Veal Parmesan Pizza over the Coals
By: Jack Mancuso
Veal Parmesian over the Coals
There’s no question that I love my pizza. Be it steak-crusted, Mexican, or a tomahawk parm pizza, they all make their way to my serving table periodically. Today it’s Veal Parmesan Pizza over the coals. Charcoal imparts a special magic to this dish, making it outstanding.
When you are looking for a leaner alternative to chicken, veal is an ideal choice. It is tender and tasty. And, if you’re not a fan of gamey meat, you’ll find veal is clean-flavored.
This recipe is very similar to veal parmesan, but it uses pizza sauce instead of marinara and adds mozzarella cheese with pepperoni.
Veal Parmesan Pizza Ingredients
- 4 Veal Chops
- 2 eggs, whisked
- 1 cup Panko Bread Crumbs
- ¼ cup Parmesan cheese, fresh grated
- 1 tsp Cuso’s Grass Seasoning
- Peanut Oil
- 4 tsp Pizza Sauce
- Fresh Mozzarella
- Baked Garlic
Veal Parmesan Pizza Instructions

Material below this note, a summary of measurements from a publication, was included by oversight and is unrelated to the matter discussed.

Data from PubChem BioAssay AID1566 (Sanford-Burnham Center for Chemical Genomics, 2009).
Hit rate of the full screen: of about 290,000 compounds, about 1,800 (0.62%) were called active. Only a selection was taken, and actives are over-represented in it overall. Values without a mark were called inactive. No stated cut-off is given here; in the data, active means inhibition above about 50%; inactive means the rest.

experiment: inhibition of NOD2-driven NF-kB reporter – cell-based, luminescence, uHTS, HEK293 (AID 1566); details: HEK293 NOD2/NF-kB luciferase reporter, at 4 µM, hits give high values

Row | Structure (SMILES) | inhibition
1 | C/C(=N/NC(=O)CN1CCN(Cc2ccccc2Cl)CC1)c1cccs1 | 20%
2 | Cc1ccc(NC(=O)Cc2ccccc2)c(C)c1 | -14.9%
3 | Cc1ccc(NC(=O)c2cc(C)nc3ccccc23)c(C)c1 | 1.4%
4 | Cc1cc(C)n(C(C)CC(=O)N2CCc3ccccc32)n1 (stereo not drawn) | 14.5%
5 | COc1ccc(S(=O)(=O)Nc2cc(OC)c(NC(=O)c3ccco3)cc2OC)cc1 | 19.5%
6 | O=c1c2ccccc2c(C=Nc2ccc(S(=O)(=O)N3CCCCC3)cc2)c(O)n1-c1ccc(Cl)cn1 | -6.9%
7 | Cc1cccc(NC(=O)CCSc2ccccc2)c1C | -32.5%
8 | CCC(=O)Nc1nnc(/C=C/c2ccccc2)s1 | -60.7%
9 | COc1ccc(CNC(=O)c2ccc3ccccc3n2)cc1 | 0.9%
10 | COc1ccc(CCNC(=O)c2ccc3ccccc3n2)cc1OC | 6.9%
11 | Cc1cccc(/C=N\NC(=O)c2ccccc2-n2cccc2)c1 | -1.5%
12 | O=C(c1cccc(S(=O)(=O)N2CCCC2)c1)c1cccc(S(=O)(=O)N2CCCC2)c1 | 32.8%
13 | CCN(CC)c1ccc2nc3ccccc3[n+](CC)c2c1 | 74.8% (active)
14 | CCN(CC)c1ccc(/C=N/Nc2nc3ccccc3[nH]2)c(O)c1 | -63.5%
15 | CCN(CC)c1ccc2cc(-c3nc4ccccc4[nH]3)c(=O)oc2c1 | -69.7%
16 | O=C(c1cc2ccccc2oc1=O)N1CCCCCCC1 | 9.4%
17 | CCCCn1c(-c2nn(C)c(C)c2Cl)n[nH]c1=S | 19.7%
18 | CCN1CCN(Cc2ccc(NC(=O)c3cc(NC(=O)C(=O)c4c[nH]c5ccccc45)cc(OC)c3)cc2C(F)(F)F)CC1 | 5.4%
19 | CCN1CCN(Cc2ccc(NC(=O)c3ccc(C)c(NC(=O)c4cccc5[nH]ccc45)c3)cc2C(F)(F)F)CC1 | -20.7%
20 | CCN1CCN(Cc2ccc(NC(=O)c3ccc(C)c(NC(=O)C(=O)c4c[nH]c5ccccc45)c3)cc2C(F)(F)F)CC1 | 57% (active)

- Begin tenderizing the veal chop with a meat hammer. Try to get the thickness as evenly as possible.
- Heat your peanut oil (to 350F)
- Mix panko, parmesan, and Cuso’s Grass Seasoning in a small bowl.
- Dip each veal chop into the whisked eggs.
- Carefully place each chop into the oil and fry it until crispy and golden brown.
- Top each chop with pizza sauce.
- Follow with slices of fresh mozzarella (as much as you like. There is no such thing as too much cheese).
- Spread out a few pepperonis
- Add a few pieces of baked garlic
- Shread a little fresh parm over the top
- Transfer the chop into an iron pan over the grill.
- Put a flat baking tray on top, and cover it with coals
- 10 minutes later, the pizza is ready to enjoy.
PitMaster’s Memo: Tenderizing
A hand-held meat tenderizer (also called a pounder or mallet) is used to prepare various cuts for cooking. The most common type you’ll find in the marketplace has two heads: one flat and one with pyramid shapes in rows standing out from the surface.
The mallet helps soften meat proteins and fibers. Generally, it also decreases marinade times and helps your chosen ingredient cook evenly. A hand-held meat tenderizer is particularly useful on traditionally tough cuts of protein. It also comes in handy when you need a thin piece of meat for a recipe like a roulade.
I suggest covering the meat with plastic wrap. It just keeps it cleaner. Don’t knock the blazes out of it. Just move in slow, even strokes moving from the center outward. Flip the meat, and continue on the other side until you have the desired thickness.
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